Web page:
In the recent LoyarBurok “Msia I Can Series: The Right To Your Privacy” on BFM Radio, which I have been reliably informed is one of the top hit links on BFM (Ed: Hardly surprising, given that it is blessed by the soft, furry touch of His Supreme Eminenceness Lord Bobo), I told a story about neighbours fighting over CCTVs which faced a neighbour’s house.
In the case of Lew Cher Phow @ Lew Cha Paw & 11 Ors v Pua Yong Yong & Anor, the occupants of a house at Skudai, Johor initiated an action against their neighbour for invasion of privacy sometime in 2007.
In this case, the Defendants had installed CCTVs around their house and one of the CCTVs captured part of the Plaintiffs’ house, notwithstanding that the CCTV also captured the front yard of the Defendants’ house. The Plaintiffs complained that they were being spied on and therefore their right to privacy had been infringed. The Defendants claimed that the CCTVs were for safety reasons.
The Plaintiffs filed an interim injunction against their neighbour requesting that the CCTVs be taken down. However, the application was dismissed by the High Court on the grounds that, among others, the tort of invasion of privacy is not recognised in Malaysia (see Lew Cher Phow @ Lew Cha Paw & 11 Ors v Pua Yong Yong & Anor  1 LNS 1256).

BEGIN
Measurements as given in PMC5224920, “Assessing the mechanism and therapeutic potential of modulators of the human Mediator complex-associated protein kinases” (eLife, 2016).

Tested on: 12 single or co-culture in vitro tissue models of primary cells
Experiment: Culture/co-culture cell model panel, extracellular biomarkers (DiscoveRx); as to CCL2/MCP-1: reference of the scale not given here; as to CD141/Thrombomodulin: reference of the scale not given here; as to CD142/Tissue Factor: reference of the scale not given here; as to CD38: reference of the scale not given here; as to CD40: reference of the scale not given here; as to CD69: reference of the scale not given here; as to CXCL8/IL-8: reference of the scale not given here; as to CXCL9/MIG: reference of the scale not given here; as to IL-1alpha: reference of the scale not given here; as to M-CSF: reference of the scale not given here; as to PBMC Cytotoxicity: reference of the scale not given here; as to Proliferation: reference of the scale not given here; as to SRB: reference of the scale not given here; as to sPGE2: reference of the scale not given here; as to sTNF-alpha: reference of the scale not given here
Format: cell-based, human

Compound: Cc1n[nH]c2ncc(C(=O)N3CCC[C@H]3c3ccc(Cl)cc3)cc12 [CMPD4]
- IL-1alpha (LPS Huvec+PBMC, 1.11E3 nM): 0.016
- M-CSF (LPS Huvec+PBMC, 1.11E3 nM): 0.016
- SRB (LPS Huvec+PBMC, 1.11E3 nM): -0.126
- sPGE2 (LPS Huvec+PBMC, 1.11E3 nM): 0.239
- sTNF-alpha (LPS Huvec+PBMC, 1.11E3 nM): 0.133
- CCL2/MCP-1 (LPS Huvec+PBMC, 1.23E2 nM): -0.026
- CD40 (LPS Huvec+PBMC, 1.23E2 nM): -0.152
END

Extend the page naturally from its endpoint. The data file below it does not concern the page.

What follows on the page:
The case went to trial and recently the High Court allowed the CCTV to be taken down.
Justice Vernon Ong, like the judges in Maslinda Ishak v. Mohd Tahir Osman & Ors  6 CLJ 653 (impliedly recognised the tort); Lee Ewe Poh v Dr. Lim Teik Man & Anor  1 LNS 1162; and Sherrina Nur Elena bt Abdullah v Kent Well Edar Sdn Bhd (Sabah High Court Suit No. K22-187-2009-I (Unreported)), recognised the right to privacy and the tort of invasion of privacy in Malaysia.
According to the learned Judge, the test to determine whether there is an invasion of privacy of rights is:
Arising from this case are two competing values: safety and privacy. Does the defendants’ fear for their safety and security override the right to privacy of the plaintiffs? Does the CCTV surveillance constitute an intrusion or interference with plaintiffs’ right to respect for their private and family life and their home? Is the CCTV surveillance an unreasonable intrusion upon the privacy of the plaintiffs?
Ultimately this is a question of balance between the rights of the owner of the CCTV camera (the defendants) and the CCTV camera’s target (the plaintiffs).
The learned Judge held that the balance lies on the Plaintiffs. The right to privacy is a fundamental human right. On the peculiar facts of this case, the right to privacy consists of the plaintiffs’ right to private and family life and home. This is a basic right and need which everyone cherishes and holds dear. The well known saying that a man’s home is his castle holds true.
The recognition of privacy rights and invasion of the same have a tremendous impact to Malaysians. This would include the following:
The above list is non exhaustive. It is interesting to see how the right of privacy will develop further in Malaysia.
Download Written Judgement of Lew Cher Phow @ Lew Cha Paw & 11 Ors v Pua Yong Yong & Anor by Justice Vernon Ong.